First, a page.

In 1934 the first tiki bar opened its doors at 1727 N McCadden Place, just two blocks north of Hollywood Boulevard. The Beachcomber Cafe, later and more famously known as Don the Beachcomber, became the iconic example of a uniquely American establishment: the tiki bar. While that bar is closely associated with its proprietor and namesake, Donn Beach, a close examination of the historical records shows that the restaurant was primarily run by Beach’s ex-wife, Sunny Sund, and the head bartender, Ray Buhen.
Through the interwoven stories of a tall-talking Texan, a Minnesotan ex-schoolmarm, and a Filipino immigrant bartender, the true story of the first tiki bar shows a much more complicated and cosmopolitan story of American dining culture.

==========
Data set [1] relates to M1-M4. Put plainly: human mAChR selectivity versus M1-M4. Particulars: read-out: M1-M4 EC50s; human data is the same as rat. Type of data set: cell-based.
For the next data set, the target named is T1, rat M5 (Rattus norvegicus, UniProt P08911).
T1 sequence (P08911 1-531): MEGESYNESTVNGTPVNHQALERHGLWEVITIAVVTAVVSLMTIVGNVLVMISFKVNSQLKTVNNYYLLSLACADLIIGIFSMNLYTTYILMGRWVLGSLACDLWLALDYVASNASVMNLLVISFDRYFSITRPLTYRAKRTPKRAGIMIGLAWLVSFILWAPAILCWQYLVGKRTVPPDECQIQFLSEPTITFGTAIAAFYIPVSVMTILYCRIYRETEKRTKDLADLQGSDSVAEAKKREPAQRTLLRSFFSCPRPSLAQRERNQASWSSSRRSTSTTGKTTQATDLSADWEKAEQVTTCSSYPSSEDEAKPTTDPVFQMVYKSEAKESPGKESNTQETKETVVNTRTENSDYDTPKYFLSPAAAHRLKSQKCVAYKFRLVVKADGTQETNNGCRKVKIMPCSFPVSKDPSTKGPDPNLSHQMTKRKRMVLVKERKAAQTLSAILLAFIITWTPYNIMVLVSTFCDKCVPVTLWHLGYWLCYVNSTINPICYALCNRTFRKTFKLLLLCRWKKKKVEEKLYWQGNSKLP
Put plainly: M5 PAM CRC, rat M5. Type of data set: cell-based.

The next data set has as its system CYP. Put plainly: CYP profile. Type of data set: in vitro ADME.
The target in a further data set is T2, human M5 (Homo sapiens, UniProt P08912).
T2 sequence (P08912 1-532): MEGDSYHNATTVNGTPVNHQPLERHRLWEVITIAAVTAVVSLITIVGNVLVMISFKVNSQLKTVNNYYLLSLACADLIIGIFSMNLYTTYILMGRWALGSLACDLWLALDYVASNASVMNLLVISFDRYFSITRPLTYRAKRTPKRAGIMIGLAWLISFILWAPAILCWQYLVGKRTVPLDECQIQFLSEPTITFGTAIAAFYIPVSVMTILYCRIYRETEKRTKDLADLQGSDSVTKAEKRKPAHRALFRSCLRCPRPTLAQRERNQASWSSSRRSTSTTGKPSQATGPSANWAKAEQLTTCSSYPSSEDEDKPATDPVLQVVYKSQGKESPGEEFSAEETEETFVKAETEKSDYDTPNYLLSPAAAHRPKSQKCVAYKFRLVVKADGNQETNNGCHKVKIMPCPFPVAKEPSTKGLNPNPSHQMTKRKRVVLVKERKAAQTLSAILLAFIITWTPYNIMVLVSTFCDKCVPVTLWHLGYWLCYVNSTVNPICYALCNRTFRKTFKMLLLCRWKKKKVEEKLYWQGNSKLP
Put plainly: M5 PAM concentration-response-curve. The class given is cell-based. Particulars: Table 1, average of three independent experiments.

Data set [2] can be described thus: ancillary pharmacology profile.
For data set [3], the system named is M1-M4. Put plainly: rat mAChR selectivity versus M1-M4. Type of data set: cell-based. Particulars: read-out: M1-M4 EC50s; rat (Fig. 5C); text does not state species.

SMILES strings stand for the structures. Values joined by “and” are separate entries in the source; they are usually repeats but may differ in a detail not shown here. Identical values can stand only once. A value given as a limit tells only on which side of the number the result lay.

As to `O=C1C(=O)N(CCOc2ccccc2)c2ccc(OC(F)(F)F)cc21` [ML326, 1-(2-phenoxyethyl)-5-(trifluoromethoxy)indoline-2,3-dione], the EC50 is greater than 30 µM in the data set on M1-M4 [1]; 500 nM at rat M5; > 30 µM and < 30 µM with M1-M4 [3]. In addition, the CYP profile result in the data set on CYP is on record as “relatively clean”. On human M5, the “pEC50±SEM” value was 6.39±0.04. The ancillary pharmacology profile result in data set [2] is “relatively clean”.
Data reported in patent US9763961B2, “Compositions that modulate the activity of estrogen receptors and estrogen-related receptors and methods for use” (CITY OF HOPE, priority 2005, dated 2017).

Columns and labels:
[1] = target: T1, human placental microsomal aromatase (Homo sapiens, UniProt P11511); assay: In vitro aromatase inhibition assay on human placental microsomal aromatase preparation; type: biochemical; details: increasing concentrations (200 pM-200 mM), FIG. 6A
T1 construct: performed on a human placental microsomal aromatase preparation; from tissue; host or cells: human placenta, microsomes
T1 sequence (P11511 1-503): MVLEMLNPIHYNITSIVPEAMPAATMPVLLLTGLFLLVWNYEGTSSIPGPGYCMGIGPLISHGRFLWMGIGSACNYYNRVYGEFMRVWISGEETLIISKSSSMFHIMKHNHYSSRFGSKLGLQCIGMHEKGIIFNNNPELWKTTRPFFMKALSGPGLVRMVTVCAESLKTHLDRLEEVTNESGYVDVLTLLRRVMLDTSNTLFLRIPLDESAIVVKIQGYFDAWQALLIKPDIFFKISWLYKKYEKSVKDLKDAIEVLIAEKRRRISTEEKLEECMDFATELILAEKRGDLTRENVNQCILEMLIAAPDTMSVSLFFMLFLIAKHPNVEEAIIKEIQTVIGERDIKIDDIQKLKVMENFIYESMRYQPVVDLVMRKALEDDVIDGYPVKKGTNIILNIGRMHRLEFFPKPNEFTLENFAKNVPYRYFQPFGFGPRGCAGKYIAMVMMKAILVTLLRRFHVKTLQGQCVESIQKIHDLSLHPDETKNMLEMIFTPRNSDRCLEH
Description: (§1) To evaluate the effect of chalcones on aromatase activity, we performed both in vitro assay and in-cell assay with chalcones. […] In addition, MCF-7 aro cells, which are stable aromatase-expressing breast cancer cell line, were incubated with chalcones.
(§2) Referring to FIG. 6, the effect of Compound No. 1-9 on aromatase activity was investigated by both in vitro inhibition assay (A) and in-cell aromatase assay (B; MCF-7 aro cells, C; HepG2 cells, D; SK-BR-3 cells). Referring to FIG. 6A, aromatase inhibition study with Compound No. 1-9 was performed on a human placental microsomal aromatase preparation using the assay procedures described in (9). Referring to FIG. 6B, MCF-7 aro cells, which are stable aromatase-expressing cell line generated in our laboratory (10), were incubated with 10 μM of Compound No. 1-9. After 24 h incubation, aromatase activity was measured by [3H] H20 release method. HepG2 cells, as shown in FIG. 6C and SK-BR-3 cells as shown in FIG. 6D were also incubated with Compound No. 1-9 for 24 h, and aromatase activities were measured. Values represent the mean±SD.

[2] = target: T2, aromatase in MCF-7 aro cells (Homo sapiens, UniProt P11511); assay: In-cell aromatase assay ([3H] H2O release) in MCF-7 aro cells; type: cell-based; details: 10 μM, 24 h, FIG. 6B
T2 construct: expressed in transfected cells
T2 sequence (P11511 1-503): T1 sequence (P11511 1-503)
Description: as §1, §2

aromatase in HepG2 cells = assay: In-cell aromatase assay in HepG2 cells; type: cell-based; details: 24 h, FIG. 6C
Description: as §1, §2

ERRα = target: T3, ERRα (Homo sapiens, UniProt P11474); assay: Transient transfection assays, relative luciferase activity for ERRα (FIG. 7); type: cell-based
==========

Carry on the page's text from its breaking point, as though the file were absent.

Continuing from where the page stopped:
Dr. Kerry Knerr is a cultural historian of cocktails and of U.S. empire. Her work focuses on the material relationship between popular and imperial cultures. She currently teaches at the University of Texas at Austin. She was a recipient of a 2019 CHNY Scholars’ Grant.